is this… “semiotics”?

(Jardí del Túria, València)

The illustrations in this picture may appear to us to be just a cute and creative set of pictograms indicating the directions of different facilities in a public park. As adults, we seek to reduce the relationship between these symbols and their observers (ourselves) to a transactional one, where the symbol simply conveys the functional meaning expected from it. In this case, directions.

However, the representation of the human characters in these pictograms should be the first indication that something else is happening here. Whereas in “adult-oriented” pictograms the human character is typically reduced to its simplest symbolic form — the stick figure –, so that the observer can immediately identify themself with the symbol, in these, the children characters feature visible gender differentiation (boy with a hat, girl with long hair) and displays of emotion and of motion. They are not an empty human shape for the adult observer to recognize themself in, but a distinct other, a friend (since children “make friends” immediately), for the child observer to connect with: therefore, the transactional minimalism of adult sign-to-person communication is replaced with the layered complexity of friendship interactions.

That these friends are just drawings on metal is irrelevant. A child’s mind is not yet so rigidly organized and includes forms of reasoning adults have (hopefully!) abandoned, such as the animistic, the teleological, and the transductive, as well as more easily falling into schizotypal-like thinking due to the underdevelopment of a theory of mind. The world seen by a child is full of personalized messages, complicated relations of causality, moods and intentions and teloi.

Immediately: is the last pictogram, the one with the cheerful girl surrounded by a vortex of arrows, trying to indicate where a specific place within the park is to be found? Or is it evoking a sort of a broader state, in which a flow surrounds and encompasses us? and, through the open mouth of the child-character, conveying that such a state is pleasurable, and desirable? What about the third one? by representing the act of urination in such a joyful mood, is it not exhorting children to revel in the most pleasurable bodily function they currently experience? and therefore to appreciate the range of sensations their own body can provide them, even the ones the adult world tries to de-emphasize? A subtext emerges: these pictograms impart important life lessons to the child reading them, by illustrating aspirational peer-like examples for the child to emulate.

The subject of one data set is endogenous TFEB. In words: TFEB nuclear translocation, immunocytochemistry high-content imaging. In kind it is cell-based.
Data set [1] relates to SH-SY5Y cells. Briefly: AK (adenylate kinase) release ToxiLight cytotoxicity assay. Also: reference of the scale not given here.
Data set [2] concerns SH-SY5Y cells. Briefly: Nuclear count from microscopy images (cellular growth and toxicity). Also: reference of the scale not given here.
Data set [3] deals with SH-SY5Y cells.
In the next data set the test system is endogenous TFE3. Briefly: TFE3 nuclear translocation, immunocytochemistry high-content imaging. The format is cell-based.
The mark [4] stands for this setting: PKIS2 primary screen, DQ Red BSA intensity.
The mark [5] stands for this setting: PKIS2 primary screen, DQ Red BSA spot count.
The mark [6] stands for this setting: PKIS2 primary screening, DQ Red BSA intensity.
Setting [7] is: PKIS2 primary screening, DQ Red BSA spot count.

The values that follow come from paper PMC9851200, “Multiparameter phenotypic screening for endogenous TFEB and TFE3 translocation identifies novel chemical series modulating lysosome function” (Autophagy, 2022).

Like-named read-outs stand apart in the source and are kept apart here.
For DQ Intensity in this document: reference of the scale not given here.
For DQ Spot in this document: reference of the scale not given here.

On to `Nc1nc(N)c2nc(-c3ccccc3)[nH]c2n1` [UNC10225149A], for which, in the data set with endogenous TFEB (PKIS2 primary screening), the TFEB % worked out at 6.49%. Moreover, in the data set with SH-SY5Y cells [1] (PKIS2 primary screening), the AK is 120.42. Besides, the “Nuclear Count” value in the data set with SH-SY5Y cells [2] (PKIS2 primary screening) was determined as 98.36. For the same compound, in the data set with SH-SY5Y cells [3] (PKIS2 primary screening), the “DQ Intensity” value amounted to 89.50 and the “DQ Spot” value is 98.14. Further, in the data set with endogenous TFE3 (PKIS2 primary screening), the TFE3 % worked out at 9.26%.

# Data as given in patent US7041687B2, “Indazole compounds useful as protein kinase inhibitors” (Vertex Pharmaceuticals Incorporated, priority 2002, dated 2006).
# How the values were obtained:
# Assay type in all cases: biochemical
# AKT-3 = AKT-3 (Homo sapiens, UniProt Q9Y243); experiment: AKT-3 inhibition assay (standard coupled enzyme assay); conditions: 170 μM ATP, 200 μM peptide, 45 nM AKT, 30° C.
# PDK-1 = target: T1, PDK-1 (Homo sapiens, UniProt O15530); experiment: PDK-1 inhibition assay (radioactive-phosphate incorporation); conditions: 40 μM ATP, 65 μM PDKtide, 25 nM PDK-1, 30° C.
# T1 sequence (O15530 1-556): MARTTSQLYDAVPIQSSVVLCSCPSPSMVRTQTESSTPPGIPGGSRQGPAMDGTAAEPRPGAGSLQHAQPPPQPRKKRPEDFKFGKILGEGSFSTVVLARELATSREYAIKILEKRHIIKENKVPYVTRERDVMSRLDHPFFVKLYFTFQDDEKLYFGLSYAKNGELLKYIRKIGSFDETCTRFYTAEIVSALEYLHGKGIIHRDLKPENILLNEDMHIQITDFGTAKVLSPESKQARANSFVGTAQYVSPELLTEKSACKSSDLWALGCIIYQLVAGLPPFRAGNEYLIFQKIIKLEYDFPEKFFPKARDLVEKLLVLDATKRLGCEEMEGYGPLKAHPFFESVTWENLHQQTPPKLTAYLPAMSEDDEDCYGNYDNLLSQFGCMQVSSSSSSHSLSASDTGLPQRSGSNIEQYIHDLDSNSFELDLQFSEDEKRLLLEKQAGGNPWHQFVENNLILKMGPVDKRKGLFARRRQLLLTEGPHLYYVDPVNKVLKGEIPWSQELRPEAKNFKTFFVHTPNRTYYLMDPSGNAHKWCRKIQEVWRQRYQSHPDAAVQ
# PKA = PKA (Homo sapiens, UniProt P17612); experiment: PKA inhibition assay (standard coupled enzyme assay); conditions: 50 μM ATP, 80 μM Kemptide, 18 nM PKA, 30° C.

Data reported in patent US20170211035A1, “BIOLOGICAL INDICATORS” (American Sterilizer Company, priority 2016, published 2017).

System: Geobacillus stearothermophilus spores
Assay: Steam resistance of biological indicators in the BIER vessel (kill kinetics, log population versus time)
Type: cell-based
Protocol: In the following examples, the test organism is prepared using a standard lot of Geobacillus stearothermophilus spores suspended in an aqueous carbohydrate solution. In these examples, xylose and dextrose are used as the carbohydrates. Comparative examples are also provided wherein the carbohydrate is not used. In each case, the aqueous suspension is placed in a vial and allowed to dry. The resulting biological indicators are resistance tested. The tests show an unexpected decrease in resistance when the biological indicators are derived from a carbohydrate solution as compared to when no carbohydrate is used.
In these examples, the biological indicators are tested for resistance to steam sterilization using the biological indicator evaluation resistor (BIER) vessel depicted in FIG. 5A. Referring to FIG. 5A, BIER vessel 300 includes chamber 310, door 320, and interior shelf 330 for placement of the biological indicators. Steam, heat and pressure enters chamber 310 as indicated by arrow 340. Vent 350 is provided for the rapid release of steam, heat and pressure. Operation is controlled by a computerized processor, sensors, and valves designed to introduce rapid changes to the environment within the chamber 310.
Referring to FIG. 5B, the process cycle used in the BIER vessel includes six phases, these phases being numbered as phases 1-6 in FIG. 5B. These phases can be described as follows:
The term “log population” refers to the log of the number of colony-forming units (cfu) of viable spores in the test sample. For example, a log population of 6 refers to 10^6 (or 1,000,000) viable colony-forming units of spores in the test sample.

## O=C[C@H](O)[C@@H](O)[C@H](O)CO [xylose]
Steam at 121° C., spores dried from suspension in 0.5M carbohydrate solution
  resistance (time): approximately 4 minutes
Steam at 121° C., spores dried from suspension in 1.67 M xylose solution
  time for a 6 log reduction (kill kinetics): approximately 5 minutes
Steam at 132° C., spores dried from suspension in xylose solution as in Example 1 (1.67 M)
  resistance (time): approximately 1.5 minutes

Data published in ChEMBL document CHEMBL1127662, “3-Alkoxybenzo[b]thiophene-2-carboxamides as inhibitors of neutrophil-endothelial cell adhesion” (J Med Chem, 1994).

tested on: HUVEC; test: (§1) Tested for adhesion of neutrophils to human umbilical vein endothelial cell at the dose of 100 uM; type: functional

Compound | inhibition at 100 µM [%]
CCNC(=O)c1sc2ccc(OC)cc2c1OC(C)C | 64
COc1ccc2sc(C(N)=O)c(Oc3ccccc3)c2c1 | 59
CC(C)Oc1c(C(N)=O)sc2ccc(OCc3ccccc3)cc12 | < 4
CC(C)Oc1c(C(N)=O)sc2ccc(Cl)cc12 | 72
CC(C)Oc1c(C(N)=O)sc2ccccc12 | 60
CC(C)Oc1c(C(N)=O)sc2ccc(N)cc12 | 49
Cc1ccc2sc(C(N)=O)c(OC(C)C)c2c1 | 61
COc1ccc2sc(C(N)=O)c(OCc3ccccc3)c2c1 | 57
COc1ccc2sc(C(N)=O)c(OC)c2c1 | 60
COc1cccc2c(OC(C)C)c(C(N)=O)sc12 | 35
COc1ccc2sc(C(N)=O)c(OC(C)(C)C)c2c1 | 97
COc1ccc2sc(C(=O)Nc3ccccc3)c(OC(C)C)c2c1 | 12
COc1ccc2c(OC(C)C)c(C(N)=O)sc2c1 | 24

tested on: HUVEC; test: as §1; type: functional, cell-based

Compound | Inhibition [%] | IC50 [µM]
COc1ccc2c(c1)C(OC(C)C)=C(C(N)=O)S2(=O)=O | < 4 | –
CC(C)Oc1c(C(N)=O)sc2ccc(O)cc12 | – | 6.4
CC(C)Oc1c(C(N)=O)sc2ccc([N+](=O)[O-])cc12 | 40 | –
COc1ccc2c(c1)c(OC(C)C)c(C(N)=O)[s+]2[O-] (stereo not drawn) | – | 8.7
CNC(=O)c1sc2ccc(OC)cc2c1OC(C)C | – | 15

Sure, perhaps the designers were just thinking of expressiveness and cuteness. But again: to a child, the intention of an adult graphic designer hired by the municipal government to help orient park visitors is wholly inscrutable, while, paradoxically, the intention of a child-character drawn on a metal sheet can feel knowable. To a child, a set of life lessons can be more easily extracted from these drawings than the utilitarian directions that they were probably trying to express.

Informa’t. Crida si tens mal. Pixa amb gust. Surt de la caixa. Posa’t on les coses flueixin.

Inform yourself. Cry loudly, if you’re in pain. Pee joyfully. Go outside the box. Be where things flow around you.

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